When Burning Coal Theatre Company approached Ian Finley in 2016 and asked him for a new translation of Sophocles' Antigone, Finley did them one better. Enlisting the help of Alex Tobey, Finley adapted all three Theban Plays into modern forms, using modern idioms and times, as well as modern dress. Whittling down each individual play to roughly one hour, Finley compiled all three into one piece simply titled The Greeks. Burning Coal has opened their production of The Greeks at the Contemporary Art Museum in Raleigh. With a special starting time of 7:00 PM, the production runs roughly three hours, with two intermissions.
Burning Coal has given the task of staging the new work to Alex Tobey; who better than one of the adapters to stage this new play? Tobey and Finley have whittled the cast down to a total of nine: seven actors for the characters themselves, and two actors, one male and one female, to represent the Greek tradition of "The Chorus." Those who have studied the ancient Greek tradition know that the chorus was a crowd, usually, supposedly made up of the townsfolk of the locale of the play, which acted as a sort of narrator, both commenting on the action and moving the play along plot-wise. Especially with the tragedies, since the gory details of the plays were never acted out on stage, the chorus described such atrocities to the audience, commenting on each, and delivering morals and/or results together in unison. Because this has proven to be a bit of a cumbersome tool in a modern play, many adapters have chosen instead to use only one or two voices, rather than a whole multitude. The two Chorus members here were Jonathan Able and Jess Jones.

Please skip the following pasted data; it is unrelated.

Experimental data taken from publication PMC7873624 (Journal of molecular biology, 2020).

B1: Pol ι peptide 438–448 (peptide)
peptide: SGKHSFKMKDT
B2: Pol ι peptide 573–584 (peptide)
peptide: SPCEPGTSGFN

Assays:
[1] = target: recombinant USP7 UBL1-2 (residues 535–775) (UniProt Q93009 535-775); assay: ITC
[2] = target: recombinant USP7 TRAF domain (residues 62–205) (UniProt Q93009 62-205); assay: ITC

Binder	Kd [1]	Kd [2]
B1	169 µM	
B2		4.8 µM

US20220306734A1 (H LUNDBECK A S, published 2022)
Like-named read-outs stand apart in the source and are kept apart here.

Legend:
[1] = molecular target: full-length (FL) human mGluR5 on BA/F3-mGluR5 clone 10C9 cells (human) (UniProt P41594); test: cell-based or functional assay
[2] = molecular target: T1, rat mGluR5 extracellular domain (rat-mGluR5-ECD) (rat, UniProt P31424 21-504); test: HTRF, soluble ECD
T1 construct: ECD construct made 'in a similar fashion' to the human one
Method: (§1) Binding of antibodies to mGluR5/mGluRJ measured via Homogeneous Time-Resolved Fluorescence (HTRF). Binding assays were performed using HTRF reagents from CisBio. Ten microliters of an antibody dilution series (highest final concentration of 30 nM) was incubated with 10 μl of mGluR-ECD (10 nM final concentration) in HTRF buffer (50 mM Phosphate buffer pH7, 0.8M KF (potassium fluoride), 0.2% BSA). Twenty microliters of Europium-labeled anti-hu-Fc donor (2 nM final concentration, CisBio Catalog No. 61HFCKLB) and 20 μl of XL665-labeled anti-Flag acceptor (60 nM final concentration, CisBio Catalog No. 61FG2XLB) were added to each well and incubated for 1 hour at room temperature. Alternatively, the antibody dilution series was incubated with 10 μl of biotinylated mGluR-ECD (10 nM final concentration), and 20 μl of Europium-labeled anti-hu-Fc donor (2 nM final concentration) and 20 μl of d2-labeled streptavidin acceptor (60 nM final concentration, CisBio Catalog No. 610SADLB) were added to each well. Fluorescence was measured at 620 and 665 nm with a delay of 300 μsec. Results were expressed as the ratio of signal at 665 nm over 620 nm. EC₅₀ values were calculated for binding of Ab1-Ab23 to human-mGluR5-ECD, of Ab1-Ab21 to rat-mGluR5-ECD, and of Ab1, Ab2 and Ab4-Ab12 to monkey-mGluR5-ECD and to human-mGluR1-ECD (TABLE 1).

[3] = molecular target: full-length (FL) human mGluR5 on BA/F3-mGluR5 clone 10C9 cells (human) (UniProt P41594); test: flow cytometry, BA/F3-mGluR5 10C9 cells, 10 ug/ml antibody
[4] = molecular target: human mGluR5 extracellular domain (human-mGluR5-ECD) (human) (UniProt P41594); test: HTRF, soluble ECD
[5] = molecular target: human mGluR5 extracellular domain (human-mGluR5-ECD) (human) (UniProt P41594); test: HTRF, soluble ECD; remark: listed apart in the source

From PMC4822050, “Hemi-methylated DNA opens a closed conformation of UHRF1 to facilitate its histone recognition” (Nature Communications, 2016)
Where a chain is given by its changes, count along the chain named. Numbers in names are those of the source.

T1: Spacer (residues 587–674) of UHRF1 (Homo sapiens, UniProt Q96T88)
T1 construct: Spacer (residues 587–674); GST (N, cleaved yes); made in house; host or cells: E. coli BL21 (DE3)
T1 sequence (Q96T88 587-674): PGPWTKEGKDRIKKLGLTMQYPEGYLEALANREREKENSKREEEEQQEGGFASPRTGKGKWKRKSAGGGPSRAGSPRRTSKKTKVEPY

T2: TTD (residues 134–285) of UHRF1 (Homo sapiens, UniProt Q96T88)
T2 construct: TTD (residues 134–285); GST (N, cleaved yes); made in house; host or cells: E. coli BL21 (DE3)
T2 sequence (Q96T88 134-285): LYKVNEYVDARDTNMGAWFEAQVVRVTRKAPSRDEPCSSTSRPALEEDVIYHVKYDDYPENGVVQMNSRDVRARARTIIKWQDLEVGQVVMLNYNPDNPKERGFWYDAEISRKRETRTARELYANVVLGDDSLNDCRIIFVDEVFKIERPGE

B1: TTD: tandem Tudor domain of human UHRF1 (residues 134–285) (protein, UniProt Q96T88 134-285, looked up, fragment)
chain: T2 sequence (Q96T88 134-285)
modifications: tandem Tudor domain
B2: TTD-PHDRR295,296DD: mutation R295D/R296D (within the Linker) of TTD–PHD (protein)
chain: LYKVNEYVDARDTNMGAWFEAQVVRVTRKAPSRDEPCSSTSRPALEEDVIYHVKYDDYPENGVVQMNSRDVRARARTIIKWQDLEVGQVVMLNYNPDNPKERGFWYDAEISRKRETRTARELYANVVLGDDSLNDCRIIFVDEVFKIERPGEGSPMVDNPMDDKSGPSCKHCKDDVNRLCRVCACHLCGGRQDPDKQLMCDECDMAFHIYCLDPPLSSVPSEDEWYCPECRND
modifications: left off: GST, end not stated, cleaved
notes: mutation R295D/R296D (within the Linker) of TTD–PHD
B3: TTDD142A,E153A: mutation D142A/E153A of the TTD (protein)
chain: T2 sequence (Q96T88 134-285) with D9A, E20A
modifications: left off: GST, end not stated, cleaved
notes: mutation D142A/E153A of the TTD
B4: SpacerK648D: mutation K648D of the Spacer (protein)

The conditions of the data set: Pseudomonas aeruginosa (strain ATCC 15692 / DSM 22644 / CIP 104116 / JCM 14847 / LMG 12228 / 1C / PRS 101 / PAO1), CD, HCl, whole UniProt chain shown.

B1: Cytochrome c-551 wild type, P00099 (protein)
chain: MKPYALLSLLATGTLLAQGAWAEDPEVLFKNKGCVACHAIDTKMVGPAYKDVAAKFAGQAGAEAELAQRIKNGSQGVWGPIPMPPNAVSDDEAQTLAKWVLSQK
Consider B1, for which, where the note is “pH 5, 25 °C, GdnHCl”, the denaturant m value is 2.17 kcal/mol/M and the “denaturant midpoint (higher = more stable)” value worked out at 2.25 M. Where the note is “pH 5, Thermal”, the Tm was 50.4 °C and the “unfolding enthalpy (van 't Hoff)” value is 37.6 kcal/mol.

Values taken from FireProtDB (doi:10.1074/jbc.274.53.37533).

The three plays are Oedipus the King, Oedipus at Colonus, and Antigone. Sophocles wrote these plays approximately 500 years BCE, basing them on a pretty heavy-duty tragic premise: that a man would rule Thebes who would kill his father and marry his mother. This decree was handed down to the then-ruler of Thebes, Laius, and his queen, Jocasta, by the local soothsayers; in order to keep such a terrible prophecy from occurring, the couple decided to slay their only son while in infancy. But, the gods intervened and spared the child's life, and thus everything went according to the prophecy. Thebes must have really done something terrible to incur such a wrathful fate from Zeus and Athena.
In Oedipus the King, a plague has befallen Thebes. When the populace pleads with Oedipus (Sean Wellington) to rid them of it, he sends for his seer, Teiresias (George Jack), to explain why Thebes is so put upon. In a most roundabout fashion, Oedipus learns of his true parentage and what he has done. Jocasta (Freyja Sindemark) also learns of her part in this horror, and commits suicide; she and Oedipus have four children. Oedipus blinds himself out of self-loathing, and then commits to self-exile, leaving Jocasta's brother, Creon (Mark Filiaci), to rule alongside his two sons, Eteocles and Polynices. Oedipus takes place in the theater at the Contemporary Art Museum (CAM), which is the uppermost of three different levels on which this trilogy is staged.
We, the audience, move at intermission to a lower level where food is made available and we sit at tables and chairs. We are now in Colonus; Oedipus and his daughter Antigone (Ellie Barone) arrive, having been wandering for years since they left Thebes. Here they will meet with the Athenian king, Theseus (Jack), and Oedipus knows that he will die here. Both Creon and Oedipus' younger son, Polynices (Benjamin Apple), come to plead with Oedipus to return to Thebes, but both leave alone; Oedipus knows that they only came to get him to come "home" in order to gain the peace that his death will bring from the gods. When Oedipus dies, he simply disappears; only Theseus knows how. He returns Antigone and her sister, Ismene (Chloe Apple), to Thebes.